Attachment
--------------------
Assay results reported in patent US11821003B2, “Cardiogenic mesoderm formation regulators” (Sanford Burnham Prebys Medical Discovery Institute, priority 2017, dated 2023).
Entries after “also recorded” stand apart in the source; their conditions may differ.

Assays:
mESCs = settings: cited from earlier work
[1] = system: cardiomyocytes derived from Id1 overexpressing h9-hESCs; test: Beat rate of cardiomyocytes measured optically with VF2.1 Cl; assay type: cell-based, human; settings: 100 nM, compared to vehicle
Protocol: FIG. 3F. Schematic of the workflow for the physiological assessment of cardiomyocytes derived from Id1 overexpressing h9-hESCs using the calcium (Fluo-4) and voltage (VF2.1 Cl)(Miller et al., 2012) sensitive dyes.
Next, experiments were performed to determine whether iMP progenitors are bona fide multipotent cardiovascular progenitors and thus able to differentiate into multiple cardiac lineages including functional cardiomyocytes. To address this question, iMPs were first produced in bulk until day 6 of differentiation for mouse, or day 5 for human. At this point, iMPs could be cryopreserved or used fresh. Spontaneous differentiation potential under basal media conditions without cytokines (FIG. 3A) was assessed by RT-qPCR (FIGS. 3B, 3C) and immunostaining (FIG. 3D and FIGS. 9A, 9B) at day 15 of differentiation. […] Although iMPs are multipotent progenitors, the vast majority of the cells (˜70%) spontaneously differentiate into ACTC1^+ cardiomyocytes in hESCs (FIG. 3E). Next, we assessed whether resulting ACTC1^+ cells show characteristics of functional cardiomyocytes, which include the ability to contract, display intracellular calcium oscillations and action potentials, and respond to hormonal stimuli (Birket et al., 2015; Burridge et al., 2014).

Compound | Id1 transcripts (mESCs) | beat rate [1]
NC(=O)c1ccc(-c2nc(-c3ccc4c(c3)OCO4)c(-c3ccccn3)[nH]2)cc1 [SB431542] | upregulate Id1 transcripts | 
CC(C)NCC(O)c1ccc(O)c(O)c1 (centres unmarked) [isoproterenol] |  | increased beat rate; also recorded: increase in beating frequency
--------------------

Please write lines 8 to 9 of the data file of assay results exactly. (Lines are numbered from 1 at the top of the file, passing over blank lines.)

Compound | Id1 transcripts (mESCs) | beat rate [1]
NC(=O)c1ccc(-c2nc(-c3ccc4c(c3)OCO4)c(-c3ccccn3)[nH]2)cc1 [SB431542] | upregulate Id1 transcripts | 